NS0R Rating: 5/5 Jul 15, 2014 17:54 Send this review to a friend
Excellent Radio  Time owned: 0 to 3 months
I used a Kenwood TS-590 for about a year and roughly 12000 QSO's. The 590 is a very good radio. I recently sold a motorcycle and picked up a the K3/KAT500/KPA500 combo and all I can say is that between the K3 and the TS-590 there is no comparison. I am hearing things on the K3 that I never could have on the 590. The receiver is super quiet and the dynamic range is excellent. It is possible to sit within a few Hz of a S9+20 signal and block it totally without any AGC pumping annoyances. I recently used it in the IARU contest and was amazed. Truly a great radio. The tuner, amp and radio work so well together that it is really like having a 500 watt transceiver. You can't go wrong the the K3.
OR5A Rating: 5/5 Jul 13, 2014 21:09 Send this review to a friend
Great radio  Time owned: 0 to 3 months
Recently sold some hi-end rigs to downsize the radio room. I wanted a good station that can compete with most other great radios. I've been reading about the K3 for some years but never got one until recently. I spotted a second hand K3/10 with only one 400Hz filter. After playing with it for some weeks I added the KPA3 100 watt option to make it a K3/100. Also put in two extra filters and the KVR3 voice recorder.

Around the same time I got the Acom 600s and it works great together. I first used the solid state linear amplifier only with 12 watts from the K3/10 and already that was a killer 450 watt combination. The only thing is that when switching to the 100 watt module, it's a bit hard to drive the Acom 600s since this amplifier don't need a lot of drive. Using the 100 watt module the K3/100 does match great with my other Acom 2000a, a really fantastic combination.

Most positive things about the K3's performance has been written before, here are my remarks using the radio for a while:

- I regret the lack of a second antenna input without having to buy the tuner. I have matched antennas and don't need a tuner but want a second antenna connection. Elecraft should have an option to add just the second antenna.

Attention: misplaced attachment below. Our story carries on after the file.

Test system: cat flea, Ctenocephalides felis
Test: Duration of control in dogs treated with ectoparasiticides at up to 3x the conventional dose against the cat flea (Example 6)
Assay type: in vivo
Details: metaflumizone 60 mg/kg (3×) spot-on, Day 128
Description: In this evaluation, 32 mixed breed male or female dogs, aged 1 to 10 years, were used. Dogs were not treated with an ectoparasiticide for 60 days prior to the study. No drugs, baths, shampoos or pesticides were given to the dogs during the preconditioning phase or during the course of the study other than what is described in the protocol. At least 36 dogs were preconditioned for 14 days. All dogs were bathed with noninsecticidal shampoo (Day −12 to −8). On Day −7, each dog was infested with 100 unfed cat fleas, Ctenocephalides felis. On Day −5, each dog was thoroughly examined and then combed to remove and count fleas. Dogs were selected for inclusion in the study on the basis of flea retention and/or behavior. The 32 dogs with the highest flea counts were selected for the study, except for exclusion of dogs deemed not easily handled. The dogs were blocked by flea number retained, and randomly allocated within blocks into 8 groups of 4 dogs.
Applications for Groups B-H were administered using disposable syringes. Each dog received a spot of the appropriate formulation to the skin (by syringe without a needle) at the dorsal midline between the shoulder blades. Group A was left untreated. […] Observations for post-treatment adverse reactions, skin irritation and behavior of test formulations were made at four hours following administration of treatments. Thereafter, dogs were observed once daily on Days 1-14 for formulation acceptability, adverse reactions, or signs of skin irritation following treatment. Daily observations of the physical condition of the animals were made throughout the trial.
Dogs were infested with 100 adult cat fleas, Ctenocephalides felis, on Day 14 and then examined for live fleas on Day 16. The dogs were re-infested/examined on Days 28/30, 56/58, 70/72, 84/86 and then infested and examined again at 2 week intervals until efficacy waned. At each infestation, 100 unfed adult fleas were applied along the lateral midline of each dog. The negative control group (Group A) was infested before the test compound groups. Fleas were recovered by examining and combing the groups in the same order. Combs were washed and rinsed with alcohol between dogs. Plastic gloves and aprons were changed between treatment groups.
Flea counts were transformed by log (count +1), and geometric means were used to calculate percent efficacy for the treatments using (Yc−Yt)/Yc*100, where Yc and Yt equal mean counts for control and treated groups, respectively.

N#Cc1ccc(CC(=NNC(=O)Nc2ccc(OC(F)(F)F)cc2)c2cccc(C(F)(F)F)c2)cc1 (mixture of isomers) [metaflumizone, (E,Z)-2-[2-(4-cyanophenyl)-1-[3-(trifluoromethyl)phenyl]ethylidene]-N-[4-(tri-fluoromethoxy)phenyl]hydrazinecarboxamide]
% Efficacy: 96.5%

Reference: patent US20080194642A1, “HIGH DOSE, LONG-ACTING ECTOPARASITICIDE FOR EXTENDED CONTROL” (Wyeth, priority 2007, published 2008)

- Using radios like recent Icoms and the latest Kenwood TS-990s I had the luxury to have both an rs232 and CI-V or USB connection so more than just a single connection could be made at the same time to interface a computer, antenna (like steppir or ultrabeam) and an amplifier. I miss that on the K3 a bit but I got one of the amplifiers now connected to the ACC bus using band data.

Things I like that a lot:

- dual headsets or combo headset/speakers
- modular system, start and upgrade later on
- great support, great community around K3
- fantastic cw, good ssb
- direct connection for heil headset
- many options for remote control
- some features not found on any other rig
- lightweight
- compact still very good ergonomics

To me the K3 is a very good performer in many respects. I like the radio a lot. Recommended.
VE4AMN Rating: 5/5 Jul 13, 2014 20:38 Send this review to a friend
Value for Money  Time owned: more than 12 months
My previously owned radio was an FT-1000mp, which I enjoyed for 10 years. I have owned a K3 for a year and a half, built from a kit. I have since upgraded it to include the tuner, more filters, the general coverage option and the P3. The K3 sits on the desk along with my TS-830s and other Kenwood hybrids, plus my HW-101 (the nostalgia rig that started me in ham radio).
I will organize my comments into three sections – the build, the operation, and the challenges:
1. The build. This is not a hard rig to build. There is no soldering, but you need to be in a ZEN state of mind. Make sure you have the time and mental space to proceed carefully. Invest in the anti-static mat and wrist strap and proceed carefully and slowly. Stop if you are tired or being interrupted. Once you pass the intermediate electrical checks, you are well on the way. The reward is a radio that comes alive when you press the power on.
Calibration is straightforward, but you need a decent computer, internet and USB cable. Cheap and generic cables (computer, RF, etc.) are a rapid path to frustration.
2. The Operation. Buy the full operating manual by Fred Cady KE7X. The rig is a top performer in all respects. Compared to my Kenwood’s, the audio is light, but this has always been their strength. On headphones, the audio is very good (I use Kenwood HS-5 and Sennheiser HB212 Pro ). I now also use Bose Companion 2 speakers and the sound is full.
Some specific observations include:
• The equalizers on RX and TX, with the monitor function allow me to tailor the audio. I regularly receive unsolicited positive comments on the TX and so comments about not being able to fine-tune the TX audio are a puzzle.
• I really appreciate the ability to slice and dice the RX. Along with a DSP that can be tailored, this rig really shines in managing QRM. The P3 is a brilliant piece of gear for “point and shoot” QSY and isolating signals, especially in CW and digital modes...
• The CW with dual pass band is wonderful, the decode works pretty well… the limit really being the quality of the sending;
3. The Challenge. This rig is not a simple appliance and you can make it perform badly by not adjusting the menus properly. Some of the complaints made here about the audio appear to be by those that have not read the operation manual deeply enough. The tap/touch keys do take some time to get to know. I do find that sometimes I make changes that I need to puzzle my way through.
With pan-adapter and all the options, this rig is about $4000. Given the performance specs and the learning obtained by assembling your equipment, this is great value for money.